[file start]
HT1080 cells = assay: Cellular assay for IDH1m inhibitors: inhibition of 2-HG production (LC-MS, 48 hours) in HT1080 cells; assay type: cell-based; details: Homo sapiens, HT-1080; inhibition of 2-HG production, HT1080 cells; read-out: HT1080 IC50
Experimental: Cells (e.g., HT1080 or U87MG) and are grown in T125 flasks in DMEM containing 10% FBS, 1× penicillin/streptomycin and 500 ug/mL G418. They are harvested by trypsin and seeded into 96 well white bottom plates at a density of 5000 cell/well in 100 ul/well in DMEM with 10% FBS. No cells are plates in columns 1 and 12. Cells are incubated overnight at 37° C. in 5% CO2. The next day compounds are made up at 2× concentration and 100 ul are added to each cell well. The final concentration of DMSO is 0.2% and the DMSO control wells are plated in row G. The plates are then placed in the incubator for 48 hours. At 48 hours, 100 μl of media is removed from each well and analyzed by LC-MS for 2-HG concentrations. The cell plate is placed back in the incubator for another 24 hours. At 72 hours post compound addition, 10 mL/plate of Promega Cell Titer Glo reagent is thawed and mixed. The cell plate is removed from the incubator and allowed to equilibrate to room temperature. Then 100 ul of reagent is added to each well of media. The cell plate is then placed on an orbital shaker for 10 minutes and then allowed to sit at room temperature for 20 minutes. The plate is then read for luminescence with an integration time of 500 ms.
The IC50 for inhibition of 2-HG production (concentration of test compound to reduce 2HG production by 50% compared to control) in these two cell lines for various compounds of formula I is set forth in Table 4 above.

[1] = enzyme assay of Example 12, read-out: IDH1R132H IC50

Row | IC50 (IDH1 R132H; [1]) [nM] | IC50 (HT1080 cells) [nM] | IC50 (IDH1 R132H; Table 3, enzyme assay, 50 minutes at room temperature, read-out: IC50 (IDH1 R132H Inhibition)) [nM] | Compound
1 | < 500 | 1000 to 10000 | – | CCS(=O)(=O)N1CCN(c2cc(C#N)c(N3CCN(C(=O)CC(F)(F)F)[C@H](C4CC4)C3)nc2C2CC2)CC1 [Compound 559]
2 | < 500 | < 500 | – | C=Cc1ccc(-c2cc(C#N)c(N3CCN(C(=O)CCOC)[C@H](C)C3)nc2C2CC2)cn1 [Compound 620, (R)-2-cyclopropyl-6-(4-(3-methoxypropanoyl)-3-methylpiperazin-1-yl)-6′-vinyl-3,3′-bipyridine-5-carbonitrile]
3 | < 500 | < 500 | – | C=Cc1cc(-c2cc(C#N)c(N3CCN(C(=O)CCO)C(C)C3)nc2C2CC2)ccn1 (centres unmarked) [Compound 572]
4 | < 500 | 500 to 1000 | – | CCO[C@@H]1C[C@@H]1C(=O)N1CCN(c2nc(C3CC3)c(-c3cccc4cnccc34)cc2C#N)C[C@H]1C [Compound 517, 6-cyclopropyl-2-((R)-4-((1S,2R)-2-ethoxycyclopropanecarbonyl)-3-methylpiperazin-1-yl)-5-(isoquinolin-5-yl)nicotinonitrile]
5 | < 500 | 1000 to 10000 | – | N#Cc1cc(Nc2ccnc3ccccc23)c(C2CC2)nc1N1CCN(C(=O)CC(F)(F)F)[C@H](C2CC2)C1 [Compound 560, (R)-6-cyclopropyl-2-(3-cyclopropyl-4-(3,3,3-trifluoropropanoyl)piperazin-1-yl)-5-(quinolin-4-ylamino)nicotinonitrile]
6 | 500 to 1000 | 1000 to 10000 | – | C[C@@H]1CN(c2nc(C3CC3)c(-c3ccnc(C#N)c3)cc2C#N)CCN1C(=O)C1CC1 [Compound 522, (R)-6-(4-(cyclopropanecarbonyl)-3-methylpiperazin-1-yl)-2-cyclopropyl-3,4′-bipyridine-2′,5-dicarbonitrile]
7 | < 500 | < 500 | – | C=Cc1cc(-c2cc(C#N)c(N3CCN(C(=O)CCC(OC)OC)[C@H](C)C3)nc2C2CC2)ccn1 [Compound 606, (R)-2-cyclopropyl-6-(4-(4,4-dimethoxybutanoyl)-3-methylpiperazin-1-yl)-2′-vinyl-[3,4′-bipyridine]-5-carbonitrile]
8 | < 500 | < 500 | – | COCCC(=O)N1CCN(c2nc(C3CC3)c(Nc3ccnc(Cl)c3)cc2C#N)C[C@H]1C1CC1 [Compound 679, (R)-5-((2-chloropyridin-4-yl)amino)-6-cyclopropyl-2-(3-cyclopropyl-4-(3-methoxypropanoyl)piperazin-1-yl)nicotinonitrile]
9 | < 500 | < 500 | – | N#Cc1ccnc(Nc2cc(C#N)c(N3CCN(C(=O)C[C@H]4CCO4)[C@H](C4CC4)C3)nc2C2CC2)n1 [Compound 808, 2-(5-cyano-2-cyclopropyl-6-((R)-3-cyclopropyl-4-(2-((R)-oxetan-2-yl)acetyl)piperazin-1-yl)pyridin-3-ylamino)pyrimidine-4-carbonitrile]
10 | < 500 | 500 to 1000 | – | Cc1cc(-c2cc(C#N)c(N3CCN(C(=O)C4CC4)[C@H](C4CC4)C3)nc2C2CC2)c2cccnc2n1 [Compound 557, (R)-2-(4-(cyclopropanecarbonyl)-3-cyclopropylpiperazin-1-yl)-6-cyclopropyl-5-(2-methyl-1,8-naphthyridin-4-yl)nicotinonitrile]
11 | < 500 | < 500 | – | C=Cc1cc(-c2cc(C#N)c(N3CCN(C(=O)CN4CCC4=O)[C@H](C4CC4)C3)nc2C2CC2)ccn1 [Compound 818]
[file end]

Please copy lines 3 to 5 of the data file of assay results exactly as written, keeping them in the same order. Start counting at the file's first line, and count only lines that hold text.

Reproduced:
The IC50 for inhibition of 2-HG production (concentration of test compound to reduce 2HG production by 50% compared to control) in these two cell lines for various compounds of formula I is set forth in Table 4 above.

[1] = enzyme assay of Example 12, read-out: IDH1R132H IC50

Row | IC50 (IDH1 R132H; [1]) [nM] | IC50 (HT1080 cells) [nM] | IC50 (IDH1 R132H; Table 3, enzyme assay, 50 minutes at room temperature, read-out: IC50 (IDH1 R132H Inhibition)) [nM] | Compound